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Project ID: 2004GA59B

Title: Reductive Biotransformation of Polychloro-Nitrobenzenes Under Iron-Reducing Conditions

Project Type: Research

Focus Categories: Agriculture, Hydrogeochemistry, Toxic Substances

Keywords: Bioavailability, bioremediation, chlorinated organics, iron reduction, pesticides, reductive dehalogenation, sorption

Start Date: 03/01/2004

End Date: 02/28/2005

Federal Funds: $16,000

Non-Federal Matching Funds: $32,000

Congressional District: 5

Principal Investigator:
Spyros G. Pavlostathis


Persistent anthropogenic, hydrophobic organic compounds in the environment pose a chronic threat to the health and safety of humans and wildlife. Despite the fact that chloronitroaromatics are extensively used synthetic compounds in industry and agriculture (e.g., pesticides, fungicides, pharmaceuticals, dyes) and found worldwide in surface and subsurface soils, as well as streambed sediments, studies on their fate and transformation, especially for polychloronitro-substituted compounds, have been rare as compared to either chlorinated or nitroaromatic compounds. To address and explore this paucity of information, the focus of the proposed research is to elucidate the reductive biotransformation of polychloronitrobenzenes (polyCNBs), and their corresponding chloroanilines (CAs). Members of the target compounds are classified as either carcinogenic, potentially carcinogenic, or as methemoglobinemia-causing chemicals. Although a number of selected polyCNBs will be used in the proposed study, the main parent compound will be pentachloronitrobenzene (PCNB). PCNB (C6Cl5NO2), a powerful fungicide commonly used to combat phytopathogenic fungi, is a registered organochlorine fungicide used as a seed dressing or soil treatment to control a wide range of fungi species in crops such as cotton, potatoes, wheat, onions, lettuce, tomatoes, tulips, garlic, and others, as well as on grass, lawn flowers, ornamental crops, shrubs and in gardens (EXTOXNET, 1996; U.S. EPA, 2003). Commercial products of PCNB include impurities such as hexachlorobenzene, pentachlorobenzene (PeCB), and tetrachloronitrobenzene. PCNB is included in U.S. EPA¡¦s toxicity class III and is among the thirty chemicals included in the U.S. EPA¡¦s list of ¡§Waste Minimization Priority Chemicals¡¨.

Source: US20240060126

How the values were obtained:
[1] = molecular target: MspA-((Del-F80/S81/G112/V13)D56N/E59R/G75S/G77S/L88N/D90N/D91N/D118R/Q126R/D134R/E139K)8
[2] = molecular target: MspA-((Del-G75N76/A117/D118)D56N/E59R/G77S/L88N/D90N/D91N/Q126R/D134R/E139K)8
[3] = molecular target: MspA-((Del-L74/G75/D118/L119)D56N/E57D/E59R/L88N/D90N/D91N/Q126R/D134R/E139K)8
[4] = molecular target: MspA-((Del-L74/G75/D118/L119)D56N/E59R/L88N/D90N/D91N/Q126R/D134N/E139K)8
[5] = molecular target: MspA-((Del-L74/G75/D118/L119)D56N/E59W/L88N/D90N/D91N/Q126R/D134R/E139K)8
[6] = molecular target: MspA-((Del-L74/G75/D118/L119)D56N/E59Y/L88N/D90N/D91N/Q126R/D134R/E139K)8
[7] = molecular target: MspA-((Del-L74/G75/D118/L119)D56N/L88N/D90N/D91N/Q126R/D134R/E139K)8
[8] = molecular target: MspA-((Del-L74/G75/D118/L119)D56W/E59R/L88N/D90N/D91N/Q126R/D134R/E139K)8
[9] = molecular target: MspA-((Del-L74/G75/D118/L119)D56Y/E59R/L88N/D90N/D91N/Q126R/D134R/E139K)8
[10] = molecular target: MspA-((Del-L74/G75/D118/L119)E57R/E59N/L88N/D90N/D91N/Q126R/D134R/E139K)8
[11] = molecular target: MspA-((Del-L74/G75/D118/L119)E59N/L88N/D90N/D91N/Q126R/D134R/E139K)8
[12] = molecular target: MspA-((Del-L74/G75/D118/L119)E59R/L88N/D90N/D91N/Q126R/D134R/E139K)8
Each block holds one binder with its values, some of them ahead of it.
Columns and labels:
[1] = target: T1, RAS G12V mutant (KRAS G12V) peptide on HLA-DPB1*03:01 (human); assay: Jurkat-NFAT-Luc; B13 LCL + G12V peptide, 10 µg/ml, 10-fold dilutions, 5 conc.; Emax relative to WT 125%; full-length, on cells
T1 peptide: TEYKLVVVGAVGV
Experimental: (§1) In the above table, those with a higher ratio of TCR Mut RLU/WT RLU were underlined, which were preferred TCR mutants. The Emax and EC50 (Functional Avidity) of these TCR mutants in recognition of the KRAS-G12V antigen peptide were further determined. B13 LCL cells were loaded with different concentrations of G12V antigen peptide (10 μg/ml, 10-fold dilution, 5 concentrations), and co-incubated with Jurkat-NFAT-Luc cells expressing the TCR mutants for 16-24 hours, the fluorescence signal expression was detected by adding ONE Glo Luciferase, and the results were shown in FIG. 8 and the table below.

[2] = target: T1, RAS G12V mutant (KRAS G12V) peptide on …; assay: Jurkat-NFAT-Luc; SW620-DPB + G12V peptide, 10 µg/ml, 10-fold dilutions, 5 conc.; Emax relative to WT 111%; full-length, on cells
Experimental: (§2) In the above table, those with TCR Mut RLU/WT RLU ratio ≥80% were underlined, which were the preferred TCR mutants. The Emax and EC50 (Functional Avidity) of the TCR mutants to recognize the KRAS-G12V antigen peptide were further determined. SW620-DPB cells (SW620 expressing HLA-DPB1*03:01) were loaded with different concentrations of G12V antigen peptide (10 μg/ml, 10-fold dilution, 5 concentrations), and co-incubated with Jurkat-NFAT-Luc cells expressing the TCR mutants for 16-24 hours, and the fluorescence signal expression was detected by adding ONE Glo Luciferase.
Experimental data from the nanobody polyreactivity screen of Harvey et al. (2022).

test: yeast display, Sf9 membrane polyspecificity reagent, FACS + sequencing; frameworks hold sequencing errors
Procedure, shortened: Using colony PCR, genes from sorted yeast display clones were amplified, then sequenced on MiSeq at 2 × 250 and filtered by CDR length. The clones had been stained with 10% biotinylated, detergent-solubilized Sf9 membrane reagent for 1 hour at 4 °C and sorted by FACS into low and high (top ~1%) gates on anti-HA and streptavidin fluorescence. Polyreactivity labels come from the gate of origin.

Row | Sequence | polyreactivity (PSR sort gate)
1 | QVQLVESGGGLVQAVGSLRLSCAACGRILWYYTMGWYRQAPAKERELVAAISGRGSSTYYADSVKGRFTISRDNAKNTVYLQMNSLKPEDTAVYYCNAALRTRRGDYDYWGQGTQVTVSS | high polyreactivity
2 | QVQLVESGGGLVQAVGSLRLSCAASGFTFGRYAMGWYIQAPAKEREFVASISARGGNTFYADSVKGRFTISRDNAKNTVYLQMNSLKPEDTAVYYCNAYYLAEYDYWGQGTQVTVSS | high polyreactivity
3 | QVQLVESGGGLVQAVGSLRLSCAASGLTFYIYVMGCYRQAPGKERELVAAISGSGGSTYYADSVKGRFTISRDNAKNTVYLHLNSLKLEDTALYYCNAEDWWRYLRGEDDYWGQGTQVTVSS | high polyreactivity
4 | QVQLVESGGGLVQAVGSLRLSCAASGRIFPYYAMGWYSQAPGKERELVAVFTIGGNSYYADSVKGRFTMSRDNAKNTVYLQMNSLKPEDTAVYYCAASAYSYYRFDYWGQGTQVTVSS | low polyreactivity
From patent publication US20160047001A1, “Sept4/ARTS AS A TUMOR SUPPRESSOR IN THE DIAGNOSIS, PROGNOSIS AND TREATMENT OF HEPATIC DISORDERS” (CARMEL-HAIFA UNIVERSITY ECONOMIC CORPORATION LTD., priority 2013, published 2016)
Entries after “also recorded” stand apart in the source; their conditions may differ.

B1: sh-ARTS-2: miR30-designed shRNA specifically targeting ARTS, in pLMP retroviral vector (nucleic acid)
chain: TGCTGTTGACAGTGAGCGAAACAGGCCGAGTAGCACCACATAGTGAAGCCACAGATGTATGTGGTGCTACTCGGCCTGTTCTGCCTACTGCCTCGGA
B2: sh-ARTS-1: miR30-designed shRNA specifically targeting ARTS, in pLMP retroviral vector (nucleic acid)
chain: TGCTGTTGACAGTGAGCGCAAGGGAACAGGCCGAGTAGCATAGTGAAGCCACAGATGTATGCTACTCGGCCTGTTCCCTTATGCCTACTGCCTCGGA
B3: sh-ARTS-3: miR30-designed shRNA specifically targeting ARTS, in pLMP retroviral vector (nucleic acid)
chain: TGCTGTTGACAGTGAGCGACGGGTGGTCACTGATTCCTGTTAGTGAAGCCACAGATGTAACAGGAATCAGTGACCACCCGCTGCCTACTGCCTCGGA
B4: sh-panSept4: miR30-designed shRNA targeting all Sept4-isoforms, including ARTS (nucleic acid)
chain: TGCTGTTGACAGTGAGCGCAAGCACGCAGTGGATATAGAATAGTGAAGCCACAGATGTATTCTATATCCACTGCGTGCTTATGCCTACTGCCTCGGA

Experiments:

During 2000 alone, 23,500 pounds of PCNB were used in six participating States (CA, FL, MI, OR, PA, and TX) in nursery and floriculture, whereas, 5,400 pounds were used in 2002 in the production of a single vegetable (fresh snap beans) in five participating States (FL, GA, NY, NC, and TN)(USDA, 2002; USDA, 2003). Although PCNB is used in several States, most of its usage is found in the Southeastern US because of its effectiveness against phytopathogenic fungi associated with crops predominantly found in this region. For example, in 2000, from the total reported PCNB usage of 543,500 lbs of active ingredient, 331,100 lbs (i.e., 61%) were used in seven States in the region (Table 1). In addition, PCNB is extensively used as a fungicide for the prevention and control of certain soil borne diseases on golf courses, sod farms, home lawns and institutional areas where turf is grown. PCNB is also extensively used to prevent the formation of slime in industrial waters. According to the U.S. EPA Toxics Release Inventory, the amount of PCNB released in 2001 was 9,717 pounds, whereas the amount of waste transferred and total waste managed amounted to 487,088 and 666,938 pounds, respectively. In a recently published report on the occurrence of semivolatile organic compounds in streambed sediments of twenty major river basins across the United States, PCNB was detected at a maximum concentration of 180 ƒÝg/kg (Lopes and Furlong, 2001). Therefore, as the above-mentioned, PCNB-related activities are more intense in the Southeastern US, the fate of PCNB and its potential effect is of regional interest. The proposed research is in line with the U.S. Geological Survey=s and the Georgia Water Resources Institute=s mission on groundwater quality protection, subsurface pollutant interactions, in situ treatment systems, and bioremediation.

Progress/Completion Report PDF

U.S. Department of the Interior, U.S. Geological Survey
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Last Updated: Friday November 4, 2005 9:38 AM
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